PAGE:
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DavidAppell writes to Bob Armstrong •

He's not too arrogant -- he just knows it's not worth getting involved with a crackpot who thinks his lame attempt at science trumps decades of scientific knowledge by professionals the world over.

Find your spectrum some other way.

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Bob Armstrong Mod writes to DavidAppell •

If you knew any of the relevant physics , your opinions would be less a waste of time .

(As it turns out David does understand the physics - here's a look at his bio:

I'm a freelance writer living in Salem, Oregon, specializing in the physical sciences, technology, and the environment. My work has appeared in *Scientific American**, Physics World, Audubon, New Scientist, Wired, Salon, Popular Science, Nature, Discover, The Boston Globe, The San Francisco Chronicle, Physical Review Focus, Discovery Channel Online, Science*, and many other publications, and on the syndicated radio program *The Weather Notebook* . I'm a Regular Contributor to *Yale Climate Connections*.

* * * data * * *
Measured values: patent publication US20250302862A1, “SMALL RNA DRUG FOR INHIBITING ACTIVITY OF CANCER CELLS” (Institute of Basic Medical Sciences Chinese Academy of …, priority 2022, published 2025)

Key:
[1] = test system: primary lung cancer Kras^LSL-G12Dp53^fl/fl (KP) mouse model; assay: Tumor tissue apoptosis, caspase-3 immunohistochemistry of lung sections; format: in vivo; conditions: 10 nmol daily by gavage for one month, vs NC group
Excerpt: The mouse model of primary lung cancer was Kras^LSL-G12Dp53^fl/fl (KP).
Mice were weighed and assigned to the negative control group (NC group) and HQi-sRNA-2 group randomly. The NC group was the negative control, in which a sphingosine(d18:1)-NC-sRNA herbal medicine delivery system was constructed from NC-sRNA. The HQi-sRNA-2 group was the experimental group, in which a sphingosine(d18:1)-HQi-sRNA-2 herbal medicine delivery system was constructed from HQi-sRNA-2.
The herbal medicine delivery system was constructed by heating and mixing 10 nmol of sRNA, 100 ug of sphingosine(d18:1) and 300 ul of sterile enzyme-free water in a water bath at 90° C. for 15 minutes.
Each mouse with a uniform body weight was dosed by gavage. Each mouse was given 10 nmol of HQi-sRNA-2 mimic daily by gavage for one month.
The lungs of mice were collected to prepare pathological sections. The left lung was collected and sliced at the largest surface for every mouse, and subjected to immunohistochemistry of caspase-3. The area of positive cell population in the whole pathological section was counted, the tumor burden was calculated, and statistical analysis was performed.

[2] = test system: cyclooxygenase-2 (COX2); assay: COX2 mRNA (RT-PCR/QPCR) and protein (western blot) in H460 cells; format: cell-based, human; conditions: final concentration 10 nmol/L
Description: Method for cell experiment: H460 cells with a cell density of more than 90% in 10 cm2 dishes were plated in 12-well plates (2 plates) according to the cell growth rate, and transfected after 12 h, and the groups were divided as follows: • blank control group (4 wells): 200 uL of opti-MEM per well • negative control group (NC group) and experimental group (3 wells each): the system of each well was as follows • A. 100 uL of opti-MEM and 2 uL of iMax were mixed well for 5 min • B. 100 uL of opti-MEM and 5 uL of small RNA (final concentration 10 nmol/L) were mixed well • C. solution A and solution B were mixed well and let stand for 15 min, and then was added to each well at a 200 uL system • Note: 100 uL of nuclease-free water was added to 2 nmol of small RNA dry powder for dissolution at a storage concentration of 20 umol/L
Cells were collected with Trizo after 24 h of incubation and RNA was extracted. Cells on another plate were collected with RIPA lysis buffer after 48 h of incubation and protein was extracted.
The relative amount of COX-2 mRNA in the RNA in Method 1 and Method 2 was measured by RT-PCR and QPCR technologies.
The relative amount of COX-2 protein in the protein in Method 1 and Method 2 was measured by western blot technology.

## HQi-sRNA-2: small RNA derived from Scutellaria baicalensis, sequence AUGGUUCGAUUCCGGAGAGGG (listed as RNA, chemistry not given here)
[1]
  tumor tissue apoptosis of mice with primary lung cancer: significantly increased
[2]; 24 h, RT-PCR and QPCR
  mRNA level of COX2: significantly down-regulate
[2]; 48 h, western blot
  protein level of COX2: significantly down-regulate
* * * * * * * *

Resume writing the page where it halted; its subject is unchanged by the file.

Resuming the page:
I have a B.S. in mathematics and physics from the University of New Mexico, and an M.A. and Ph.D. in physics from the State University of New York at Stony Brook. I've also done graduate work in the creative writing department at Arizona State University.

In other incarnations I've been a systems engineer at AT&T Bell Laboratories and MCI Communications, a business partner/software developer/whatever-it-took at a startup telecommunications software company, Gold Systems, in Boulder, Colorado, and an assistant editor of technology at *Laser Focus World* magazine.

http://davidappell.com)